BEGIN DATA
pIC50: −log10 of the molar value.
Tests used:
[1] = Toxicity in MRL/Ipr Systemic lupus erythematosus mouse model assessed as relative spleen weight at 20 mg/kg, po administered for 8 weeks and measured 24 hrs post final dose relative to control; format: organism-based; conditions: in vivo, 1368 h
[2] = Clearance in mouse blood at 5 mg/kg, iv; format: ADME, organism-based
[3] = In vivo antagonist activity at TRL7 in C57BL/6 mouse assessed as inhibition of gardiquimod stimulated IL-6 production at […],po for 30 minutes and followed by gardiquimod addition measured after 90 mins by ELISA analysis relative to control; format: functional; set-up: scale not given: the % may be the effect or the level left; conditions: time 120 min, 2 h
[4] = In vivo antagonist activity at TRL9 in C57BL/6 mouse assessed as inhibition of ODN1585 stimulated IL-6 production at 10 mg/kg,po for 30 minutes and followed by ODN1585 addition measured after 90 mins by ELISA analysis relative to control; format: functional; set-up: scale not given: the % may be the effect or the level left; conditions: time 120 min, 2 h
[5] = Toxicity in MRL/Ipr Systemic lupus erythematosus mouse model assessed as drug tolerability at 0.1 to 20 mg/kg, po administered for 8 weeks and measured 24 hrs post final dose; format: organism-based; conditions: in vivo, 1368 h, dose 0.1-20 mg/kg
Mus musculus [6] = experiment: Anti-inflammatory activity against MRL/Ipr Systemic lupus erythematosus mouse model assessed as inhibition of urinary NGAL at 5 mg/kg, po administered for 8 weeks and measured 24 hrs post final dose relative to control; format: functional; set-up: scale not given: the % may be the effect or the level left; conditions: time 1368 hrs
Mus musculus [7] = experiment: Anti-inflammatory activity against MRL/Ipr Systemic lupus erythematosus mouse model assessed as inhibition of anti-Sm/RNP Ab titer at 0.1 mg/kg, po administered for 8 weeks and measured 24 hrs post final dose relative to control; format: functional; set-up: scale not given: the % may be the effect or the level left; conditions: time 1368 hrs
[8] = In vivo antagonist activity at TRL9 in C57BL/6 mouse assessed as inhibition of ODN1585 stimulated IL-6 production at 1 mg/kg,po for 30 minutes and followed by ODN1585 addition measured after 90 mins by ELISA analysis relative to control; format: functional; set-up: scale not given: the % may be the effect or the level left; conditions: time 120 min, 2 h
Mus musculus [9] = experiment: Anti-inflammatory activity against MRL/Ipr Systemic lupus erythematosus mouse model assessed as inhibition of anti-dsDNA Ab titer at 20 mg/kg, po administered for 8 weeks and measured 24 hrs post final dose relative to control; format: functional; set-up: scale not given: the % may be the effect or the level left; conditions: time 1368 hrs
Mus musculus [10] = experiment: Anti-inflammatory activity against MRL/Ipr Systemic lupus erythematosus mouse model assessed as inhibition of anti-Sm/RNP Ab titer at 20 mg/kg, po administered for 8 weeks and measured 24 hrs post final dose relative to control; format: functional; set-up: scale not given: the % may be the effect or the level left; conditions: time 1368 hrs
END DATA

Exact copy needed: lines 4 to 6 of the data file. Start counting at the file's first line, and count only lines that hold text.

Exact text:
[2] = Clearance in mouse blood at 5 mg/kg, iv; format: ADME, organism-based
[3] = In vivo antagonist activity at TRL7 in C57BL/6 mouse assessed as inhibition of gardiquimod stimulated IL-6 production at […],po for 30 minutes and followed by gardiquimod addition measured after 90 mins by ELISA analysis relative to control; format: functional; set-up: scale not given: the % may be the effect or the level left; conditions: time 120 min, 2 h
[4] = In vivo antagonist activity at TRL9 in C57BL/6 mouse assessed as inhibition of ODN1585 stimulated IL-6 production at 10 mg/kg,po for 30 minutes and followed by ODN1585 addition measured after 90 mins by ELISA analysis relative to control; format: functional; set-up: scale not given: the % may be the effect or the level left; conditions: time 120 min, 2 h